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The 'miraculous' camera that captures the speed of light
M.I.T. scientists have created an imaging system capable of reducing the movement of light into slow-motion movies
A photograph of a bullet ripping apart an apple: Light photons, which travel a million times faster than bullets, can now be captured on film thanks to new research.
A photograph of a bullet ripping apart an apple: Light photons, which travel a million times faster than bullets, can now be captured on film thanks to new research.
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he video: Slow-motion video is everywhere, but this is something new entirely. Scientists at M.I.T.'s Media Lab have created a complex imaging system capable of tracking a small sliver of light in video at 1 trillion frames per second. The researchers used over 500 camera sensors, mirrors, and "streak tubes" to meticulously document light's movement through objects and liquids, filming for hours on end to splice together short slow-motion movies. (Watch the video below.) Despite the obvious wow-factor, the creators of this technology say it has applications far beyond YouTube, such as in medical imaging devices using light-based ultrasound.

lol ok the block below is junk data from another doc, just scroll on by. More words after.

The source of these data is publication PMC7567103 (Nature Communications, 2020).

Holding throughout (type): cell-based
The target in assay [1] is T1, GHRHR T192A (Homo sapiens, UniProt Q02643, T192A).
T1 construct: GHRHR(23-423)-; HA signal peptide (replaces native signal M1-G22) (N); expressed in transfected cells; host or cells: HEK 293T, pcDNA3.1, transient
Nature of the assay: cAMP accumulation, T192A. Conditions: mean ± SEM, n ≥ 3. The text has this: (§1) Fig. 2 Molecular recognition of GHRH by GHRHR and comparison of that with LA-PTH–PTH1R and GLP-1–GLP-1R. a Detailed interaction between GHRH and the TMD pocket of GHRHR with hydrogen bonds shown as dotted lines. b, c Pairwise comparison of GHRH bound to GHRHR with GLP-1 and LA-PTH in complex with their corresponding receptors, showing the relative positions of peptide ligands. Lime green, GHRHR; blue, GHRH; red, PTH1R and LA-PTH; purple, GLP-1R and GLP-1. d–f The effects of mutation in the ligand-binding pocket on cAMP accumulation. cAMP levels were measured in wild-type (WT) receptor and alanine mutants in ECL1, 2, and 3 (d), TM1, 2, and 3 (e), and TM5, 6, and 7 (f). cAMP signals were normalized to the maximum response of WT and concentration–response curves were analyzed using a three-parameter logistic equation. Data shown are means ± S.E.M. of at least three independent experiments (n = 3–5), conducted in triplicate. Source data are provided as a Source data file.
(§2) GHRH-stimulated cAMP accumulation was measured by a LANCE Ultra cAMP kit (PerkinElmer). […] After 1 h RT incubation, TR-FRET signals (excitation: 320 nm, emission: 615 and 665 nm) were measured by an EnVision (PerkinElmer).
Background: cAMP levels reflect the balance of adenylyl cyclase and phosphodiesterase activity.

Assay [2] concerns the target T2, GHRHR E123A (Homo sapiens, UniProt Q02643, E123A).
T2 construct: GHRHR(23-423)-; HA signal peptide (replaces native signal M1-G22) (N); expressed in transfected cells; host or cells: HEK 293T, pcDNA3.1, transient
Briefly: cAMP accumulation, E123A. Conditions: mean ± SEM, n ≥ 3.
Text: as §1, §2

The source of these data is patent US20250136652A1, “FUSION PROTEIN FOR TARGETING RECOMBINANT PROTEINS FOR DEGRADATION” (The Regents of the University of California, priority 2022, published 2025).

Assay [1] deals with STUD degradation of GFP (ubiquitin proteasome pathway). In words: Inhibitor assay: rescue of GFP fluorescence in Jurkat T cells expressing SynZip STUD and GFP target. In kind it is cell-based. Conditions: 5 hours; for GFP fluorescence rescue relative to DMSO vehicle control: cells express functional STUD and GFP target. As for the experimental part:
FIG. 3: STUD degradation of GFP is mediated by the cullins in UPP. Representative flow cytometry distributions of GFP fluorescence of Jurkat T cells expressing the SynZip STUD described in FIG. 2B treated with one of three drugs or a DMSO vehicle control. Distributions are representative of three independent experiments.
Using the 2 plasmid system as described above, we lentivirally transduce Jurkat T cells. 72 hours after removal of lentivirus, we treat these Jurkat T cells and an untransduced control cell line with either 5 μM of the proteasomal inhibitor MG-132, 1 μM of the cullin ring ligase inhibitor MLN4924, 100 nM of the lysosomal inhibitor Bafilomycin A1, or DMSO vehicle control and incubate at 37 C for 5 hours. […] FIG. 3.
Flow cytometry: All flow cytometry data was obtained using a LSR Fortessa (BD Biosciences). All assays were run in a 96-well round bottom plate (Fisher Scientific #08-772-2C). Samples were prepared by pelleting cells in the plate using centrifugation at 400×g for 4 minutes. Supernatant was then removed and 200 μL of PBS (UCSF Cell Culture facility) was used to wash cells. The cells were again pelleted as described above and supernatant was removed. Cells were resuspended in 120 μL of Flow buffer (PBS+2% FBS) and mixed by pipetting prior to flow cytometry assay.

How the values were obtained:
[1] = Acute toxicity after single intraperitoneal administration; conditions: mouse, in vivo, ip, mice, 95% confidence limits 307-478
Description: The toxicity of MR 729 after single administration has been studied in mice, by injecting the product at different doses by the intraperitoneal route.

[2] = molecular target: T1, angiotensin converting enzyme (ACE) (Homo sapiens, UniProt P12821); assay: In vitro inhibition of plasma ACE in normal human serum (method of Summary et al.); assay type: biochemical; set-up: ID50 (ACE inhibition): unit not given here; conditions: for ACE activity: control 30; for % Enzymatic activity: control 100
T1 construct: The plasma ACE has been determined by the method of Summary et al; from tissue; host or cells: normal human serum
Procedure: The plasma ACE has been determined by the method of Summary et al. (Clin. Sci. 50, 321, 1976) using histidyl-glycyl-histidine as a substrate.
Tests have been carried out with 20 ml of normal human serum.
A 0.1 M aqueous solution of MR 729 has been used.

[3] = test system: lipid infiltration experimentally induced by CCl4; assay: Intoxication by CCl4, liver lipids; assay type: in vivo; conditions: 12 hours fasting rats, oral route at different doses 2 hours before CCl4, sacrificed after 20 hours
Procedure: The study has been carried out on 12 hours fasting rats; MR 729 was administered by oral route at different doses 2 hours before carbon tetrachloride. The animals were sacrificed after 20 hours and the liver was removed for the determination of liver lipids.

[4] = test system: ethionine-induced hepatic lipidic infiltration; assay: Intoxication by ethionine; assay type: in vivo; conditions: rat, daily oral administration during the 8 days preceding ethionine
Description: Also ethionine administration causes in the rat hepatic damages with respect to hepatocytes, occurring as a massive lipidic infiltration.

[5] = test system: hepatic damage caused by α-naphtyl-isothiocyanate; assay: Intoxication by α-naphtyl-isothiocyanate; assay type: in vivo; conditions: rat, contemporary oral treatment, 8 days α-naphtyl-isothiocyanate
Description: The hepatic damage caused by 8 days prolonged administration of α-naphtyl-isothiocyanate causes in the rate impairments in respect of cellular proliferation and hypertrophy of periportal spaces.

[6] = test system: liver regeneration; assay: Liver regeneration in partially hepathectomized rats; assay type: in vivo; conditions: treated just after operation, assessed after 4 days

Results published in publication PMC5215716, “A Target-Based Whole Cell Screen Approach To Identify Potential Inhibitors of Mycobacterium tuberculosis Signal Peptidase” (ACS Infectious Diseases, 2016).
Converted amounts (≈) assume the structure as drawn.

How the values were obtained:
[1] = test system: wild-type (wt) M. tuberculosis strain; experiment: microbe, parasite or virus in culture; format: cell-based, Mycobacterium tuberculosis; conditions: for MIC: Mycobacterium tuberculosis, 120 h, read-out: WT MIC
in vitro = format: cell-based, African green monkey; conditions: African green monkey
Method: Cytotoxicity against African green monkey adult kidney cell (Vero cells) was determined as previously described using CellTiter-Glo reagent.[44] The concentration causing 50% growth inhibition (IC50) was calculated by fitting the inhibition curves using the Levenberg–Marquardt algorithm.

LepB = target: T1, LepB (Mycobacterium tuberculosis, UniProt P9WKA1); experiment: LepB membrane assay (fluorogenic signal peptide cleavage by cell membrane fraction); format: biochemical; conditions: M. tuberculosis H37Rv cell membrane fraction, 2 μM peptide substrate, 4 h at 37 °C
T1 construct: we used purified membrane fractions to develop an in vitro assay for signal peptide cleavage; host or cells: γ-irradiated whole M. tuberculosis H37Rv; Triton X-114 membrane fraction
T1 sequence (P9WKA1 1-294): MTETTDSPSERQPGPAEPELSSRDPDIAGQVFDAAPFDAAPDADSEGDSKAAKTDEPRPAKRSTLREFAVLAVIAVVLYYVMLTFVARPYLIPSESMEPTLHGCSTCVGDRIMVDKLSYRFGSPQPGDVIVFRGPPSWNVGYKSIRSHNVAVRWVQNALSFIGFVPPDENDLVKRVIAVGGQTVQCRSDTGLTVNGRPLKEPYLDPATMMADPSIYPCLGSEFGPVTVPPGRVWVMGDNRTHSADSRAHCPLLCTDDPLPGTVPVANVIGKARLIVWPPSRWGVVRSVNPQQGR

The reaction: Since nothing moves faster than the speed of light, the fact that researchers were able to capture light's progress in slow motion is "nothing short of miraculous," says Peter Pachal at Mashable. This just blows the fastest frame rates on the fastest cameras out of the water. If "your mind's not already blown," says Jared Newman at TIME, consider the fact that you would "need an entire lifetime to watch one tenth of a second of footage on this camera" before the end-result is cobbled together. This camera's no point and shoot. See for yourself:

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